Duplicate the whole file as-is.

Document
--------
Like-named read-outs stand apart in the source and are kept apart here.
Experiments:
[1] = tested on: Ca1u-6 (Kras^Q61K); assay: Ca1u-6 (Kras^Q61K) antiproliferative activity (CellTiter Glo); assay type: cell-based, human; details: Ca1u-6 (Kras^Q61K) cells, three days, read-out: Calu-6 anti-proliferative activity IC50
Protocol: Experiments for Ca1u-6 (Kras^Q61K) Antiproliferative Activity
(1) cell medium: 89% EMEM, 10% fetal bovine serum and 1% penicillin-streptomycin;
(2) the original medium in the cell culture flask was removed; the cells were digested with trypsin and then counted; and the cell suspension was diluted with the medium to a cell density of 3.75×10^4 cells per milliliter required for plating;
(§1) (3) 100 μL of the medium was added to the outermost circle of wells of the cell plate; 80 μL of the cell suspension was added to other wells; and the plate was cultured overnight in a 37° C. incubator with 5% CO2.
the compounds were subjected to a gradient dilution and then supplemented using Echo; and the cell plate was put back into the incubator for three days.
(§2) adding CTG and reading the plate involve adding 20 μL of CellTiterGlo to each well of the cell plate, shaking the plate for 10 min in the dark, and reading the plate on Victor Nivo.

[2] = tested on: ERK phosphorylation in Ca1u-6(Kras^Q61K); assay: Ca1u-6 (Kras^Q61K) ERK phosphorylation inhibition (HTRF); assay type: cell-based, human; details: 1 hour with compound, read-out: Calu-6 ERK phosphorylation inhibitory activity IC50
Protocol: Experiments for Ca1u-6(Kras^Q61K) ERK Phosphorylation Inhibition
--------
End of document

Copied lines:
Like-named read-outs stand apart in the source and are kept apart here.
Experiments:
[1] = tested on: Ca1u-6 (Kras^Q61K); assay: Ca1u-6 (Kras^Q61K) antiproliferative activity (CellTiter Glo); assay type: cell-based, human; details: Ca1u-6 (Kras^Q61K) cells, three days, read-out: Calu-6 anti-proliferative activity IC50
Protocol: Experiments for Ca1u-6 (Kras^Q61K) Antiproliferative Activity
(1) cell medium: 89% EMEM, 10% fetal bovine serum and 1% penicillin-streptomycin;
(2) the original medium in the cell culture flask was removed; the cells were digested with trypsin and then counted; and the cell suspension was diluted with the medium to a cell density of 3.75×10^4 cells per milliliter required for plating;
(§1) (3) 100 μL of the medium was added to the outermost circle of wells of the cell plate; 80 μL of the cell suspension was added to other wells; and the plate was cultured overnight in a 37° C. incubator with 5% CO2.
the compounds were subjected to a gradient dilution and then supplemented using Echo; and the cell plate was put back into the incubator for three days.
(§2) adding CTG and reading the plate involve adding 20 μL of CellTiterGlo to each well of the cell plate, shaking the plate for 10 min in the dark, and reading the plate on Victor Nivo.

[2] = tested on: ERK phosphorylation in Ca1u-6(Kras^Q61K); assay: Ca1u-6 (Kras^Q61K) ERK phosphorylation inhibition (HTRF); assay type: cell-based, human; details: 1 hour with compound, read-out: Calu-6 ERK phosphorylation inhibitory activity IC50
Protocol: Experiments for Ca1u-6(Kras^Q61K) ERK Phosphorylation Inhibition